You know him from the internet, his standup comedy and his character “Pig Bottom” on Tubbin’ with Tash on YouTube. He doesn’t shy away from mainstream screens either; Moshe Kasher has also been featured on Chelsea Lately, Late Night With Jimmy Fallon and Conan. He is also a writer for the sitcom The New Normal and author of memoir Kasher in the Rye (which is reviewed by William Kennedy in EW’s April 17 issue).
Over web correspondence from some college town on the East Coast, Kasher shares what he anticipates Eugene will be like and recounts his experience at The Rainbow Gathering, while also thwarting the dreams of aspiring comics. Kasher performs at 8 pm Thursday, April 17, at WOW Hall.
You have been traveling a lot recently. How do regular venues compare with college town venues?
Colleges are unique in that the audiences tend toward the Pollyanna optimism of youth. In a comedy club, the patrons are old, calloused and, not just pessimistic, but actually accurately assessing the shattered pieces of their lives as evidence of failure. In rock clubs and theatres, the audiences are trying to create that failure by design because it seems cool to deliberately fail rather than to try hard to succeed and not be able to do that. But in COLLEGE I have the unique opportunity to address an audience that has not yet failed and explain to them exactly how that failure is going to occur in the years to come. It’s a great privilege and not one that I take lightly.
What do you like to do in new towns?
My engagement with the town HEAVILY depends on the town. When I come to Eugene, I imagine I will climb an old growth pine tree and forage for acorns. If I go to San Francisco I will raise rents and invent an app. In Boston I might do something racist. It all depends on the city.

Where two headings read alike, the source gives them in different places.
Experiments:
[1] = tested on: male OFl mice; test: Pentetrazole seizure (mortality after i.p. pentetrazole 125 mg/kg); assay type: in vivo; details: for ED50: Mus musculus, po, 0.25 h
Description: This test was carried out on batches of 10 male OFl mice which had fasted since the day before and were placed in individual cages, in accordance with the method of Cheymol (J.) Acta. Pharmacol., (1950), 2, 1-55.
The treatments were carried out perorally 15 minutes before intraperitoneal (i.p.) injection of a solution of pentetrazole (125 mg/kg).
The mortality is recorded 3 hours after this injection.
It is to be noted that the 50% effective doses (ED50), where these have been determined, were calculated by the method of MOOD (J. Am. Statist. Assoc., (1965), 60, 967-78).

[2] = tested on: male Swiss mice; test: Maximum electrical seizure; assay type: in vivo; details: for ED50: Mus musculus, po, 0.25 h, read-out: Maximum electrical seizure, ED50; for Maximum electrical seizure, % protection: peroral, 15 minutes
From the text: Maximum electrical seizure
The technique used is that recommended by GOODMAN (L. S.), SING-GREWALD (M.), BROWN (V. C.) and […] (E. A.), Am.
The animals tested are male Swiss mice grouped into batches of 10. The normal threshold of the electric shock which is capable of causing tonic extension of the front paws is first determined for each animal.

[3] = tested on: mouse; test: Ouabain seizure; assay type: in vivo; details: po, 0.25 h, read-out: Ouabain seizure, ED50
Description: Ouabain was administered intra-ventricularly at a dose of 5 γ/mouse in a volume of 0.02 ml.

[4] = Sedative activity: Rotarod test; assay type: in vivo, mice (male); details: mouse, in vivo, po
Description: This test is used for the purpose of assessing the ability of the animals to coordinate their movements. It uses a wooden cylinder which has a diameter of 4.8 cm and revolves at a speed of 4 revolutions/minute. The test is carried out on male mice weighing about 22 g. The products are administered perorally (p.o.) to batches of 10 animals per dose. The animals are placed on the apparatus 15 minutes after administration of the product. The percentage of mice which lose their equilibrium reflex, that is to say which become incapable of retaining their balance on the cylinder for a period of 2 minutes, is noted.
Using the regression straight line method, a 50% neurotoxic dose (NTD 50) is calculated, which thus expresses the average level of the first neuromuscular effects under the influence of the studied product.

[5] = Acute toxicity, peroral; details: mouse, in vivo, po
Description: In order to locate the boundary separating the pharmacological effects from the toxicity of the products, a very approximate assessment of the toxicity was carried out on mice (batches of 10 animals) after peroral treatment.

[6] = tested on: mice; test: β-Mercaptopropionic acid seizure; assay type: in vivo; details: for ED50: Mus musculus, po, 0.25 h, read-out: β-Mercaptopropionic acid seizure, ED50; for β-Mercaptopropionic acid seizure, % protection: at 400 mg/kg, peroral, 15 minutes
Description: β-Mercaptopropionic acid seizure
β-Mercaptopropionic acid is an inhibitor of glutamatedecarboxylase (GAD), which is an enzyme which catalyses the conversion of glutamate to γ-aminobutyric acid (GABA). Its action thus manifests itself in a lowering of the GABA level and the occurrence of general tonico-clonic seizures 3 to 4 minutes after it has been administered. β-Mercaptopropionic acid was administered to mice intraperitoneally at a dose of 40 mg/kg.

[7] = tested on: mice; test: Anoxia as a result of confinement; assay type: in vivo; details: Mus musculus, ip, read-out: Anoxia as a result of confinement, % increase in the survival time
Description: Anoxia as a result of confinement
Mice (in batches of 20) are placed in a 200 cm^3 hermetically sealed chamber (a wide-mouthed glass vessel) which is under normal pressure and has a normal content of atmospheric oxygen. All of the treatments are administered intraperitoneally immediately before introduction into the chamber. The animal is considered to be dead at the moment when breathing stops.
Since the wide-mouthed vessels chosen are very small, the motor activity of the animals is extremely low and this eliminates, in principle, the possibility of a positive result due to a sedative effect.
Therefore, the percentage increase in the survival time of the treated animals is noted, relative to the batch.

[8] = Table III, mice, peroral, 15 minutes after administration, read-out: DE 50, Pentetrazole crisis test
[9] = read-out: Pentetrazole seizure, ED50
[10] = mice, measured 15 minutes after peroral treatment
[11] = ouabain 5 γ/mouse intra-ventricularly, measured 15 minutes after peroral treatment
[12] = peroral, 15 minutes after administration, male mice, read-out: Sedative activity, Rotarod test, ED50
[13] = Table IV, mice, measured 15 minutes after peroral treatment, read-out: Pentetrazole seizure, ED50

What are some of the weirder places you have performed?
I performed at The Rainbow Gathering, which I could explain but I’m under the impression that every citizen of Eugene is required by law to know, by heart, the by-laws of the gathering? For those of you driving in for the show or who have just moved to Eugene, it’s a free, DIY hippie fest. Think Burning Man but without all the hygienic strictures. I performed on top of a mountain in a “gong show” theme night taking place in a hand built, driftwood theatre. The moment I even set up a joke about Jerry Garcia, I was gonged out of the place. Which is not how the gong show is supposed to work, man. The gong is not a censorship device, man. It’s the voice of the people!
Eugene has a high comic-to-small-town-population ratio with a good number of open mics and comedy spots. What advice would you give to the local aspiring comics?
I would say quit and never try stand up again. Have kids. Go on vacations. Love yourself.
You tell jokes about everything, sometimes offending people. Any memorable after-the-show crowd comments or hate mail?
Nope, everybody appreciates me and what I do 100 percent of the time.
Who were some of the comedians that made you interested in standup? Who makes you laugh now?
The only comedian who has ever meant anything to me was Elvira.
Favorite U.S. president?
My favorite U.S. president was Old Hickory but is now New Mahogany.
The UO Cultural Forum brings Moshe Kasher to WOW Hall at 8 pm Thursday, April 17; $8 adv., $10 door for students; $15 general admission. Gina Ginsberg is a local standup comedian; this is her first time writing for Eugene Weekly. You can follow her on twitter @GinaGinsberg.